Charge Your RV Batteries With A Portable Solar Panel Charger When Boondocking/Dry Camping
I use a portable 100W Renogy suitcase to charge my RV batteries when I am boondocking, and it’s incredible how much power you can generate on a sunny day, even in the winter.
The battery in your RV is there for when you don’t have access to electricity from shore power. It will let you use your 12V lights, run a tv if it’s a 12V model, and run your bathroom fan, etc.
The RV battery charges in several ways. As soon as you plug your RV in at the campground, it will start charging your battery and keep it charged.
If you’re out boondocking/dry camping, gas generators and solar panels are popular ways to generate power for the batteries.
Today we’re talking about portable solar panels. Portable panels are an excellent option for people just getting started with solar that wants to try it out without having to mount something to their RV roofs.
By being portable, often with built-in stands, you can bring the panel out when you want to and connect it directly to your RV battery or a quick-connect port.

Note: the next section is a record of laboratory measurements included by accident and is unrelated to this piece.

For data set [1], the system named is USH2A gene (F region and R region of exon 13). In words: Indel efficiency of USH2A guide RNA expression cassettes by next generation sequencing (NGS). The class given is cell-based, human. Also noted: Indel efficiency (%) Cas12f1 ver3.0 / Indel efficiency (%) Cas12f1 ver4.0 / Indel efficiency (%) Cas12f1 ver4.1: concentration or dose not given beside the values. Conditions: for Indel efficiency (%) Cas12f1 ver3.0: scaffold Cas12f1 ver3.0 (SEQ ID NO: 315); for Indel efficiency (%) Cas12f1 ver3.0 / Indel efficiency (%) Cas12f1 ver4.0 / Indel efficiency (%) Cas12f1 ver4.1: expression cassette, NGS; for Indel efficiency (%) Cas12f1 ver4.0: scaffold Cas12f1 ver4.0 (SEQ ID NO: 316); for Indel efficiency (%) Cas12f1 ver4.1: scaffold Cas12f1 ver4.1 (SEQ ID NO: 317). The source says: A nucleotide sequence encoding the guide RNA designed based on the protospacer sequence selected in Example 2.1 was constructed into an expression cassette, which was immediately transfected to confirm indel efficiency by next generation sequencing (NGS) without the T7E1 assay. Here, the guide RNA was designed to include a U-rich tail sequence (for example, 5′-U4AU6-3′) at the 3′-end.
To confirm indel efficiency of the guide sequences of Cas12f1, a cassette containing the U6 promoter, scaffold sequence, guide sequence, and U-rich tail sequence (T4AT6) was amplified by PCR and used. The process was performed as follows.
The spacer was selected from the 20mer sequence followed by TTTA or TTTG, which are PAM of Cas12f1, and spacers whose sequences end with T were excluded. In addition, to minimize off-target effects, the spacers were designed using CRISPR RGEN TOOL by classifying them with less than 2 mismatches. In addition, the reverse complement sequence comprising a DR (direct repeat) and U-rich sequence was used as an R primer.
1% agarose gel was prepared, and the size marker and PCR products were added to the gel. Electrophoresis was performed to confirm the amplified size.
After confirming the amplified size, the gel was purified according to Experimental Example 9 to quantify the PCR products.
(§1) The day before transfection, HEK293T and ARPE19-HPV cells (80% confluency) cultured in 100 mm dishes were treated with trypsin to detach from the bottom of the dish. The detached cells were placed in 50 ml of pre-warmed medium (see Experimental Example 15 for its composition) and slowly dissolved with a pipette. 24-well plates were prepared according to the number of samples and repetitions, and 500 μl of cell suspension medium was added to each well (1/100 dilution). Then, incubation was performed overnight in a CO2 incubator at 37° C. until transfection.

They’re also nice to have if you’re camping in the shade since you can place it in the sun and still generate energy.
The most important thing you need to know when choosing a portable solar panel to charge RV batteries with, and that is that you need to use a solar charge controller between the solar panel and the battery.
Every product I recommend below come with charge controllers built-in, but if you’re considering a different product, make sure it has one wired in-between.
In the frequently asked questions-section, I have answered the most frequent questions about solar and accessories surrounding them. I have done my best to explain how they work and how you can monitor your batteries to make sure they stay alive.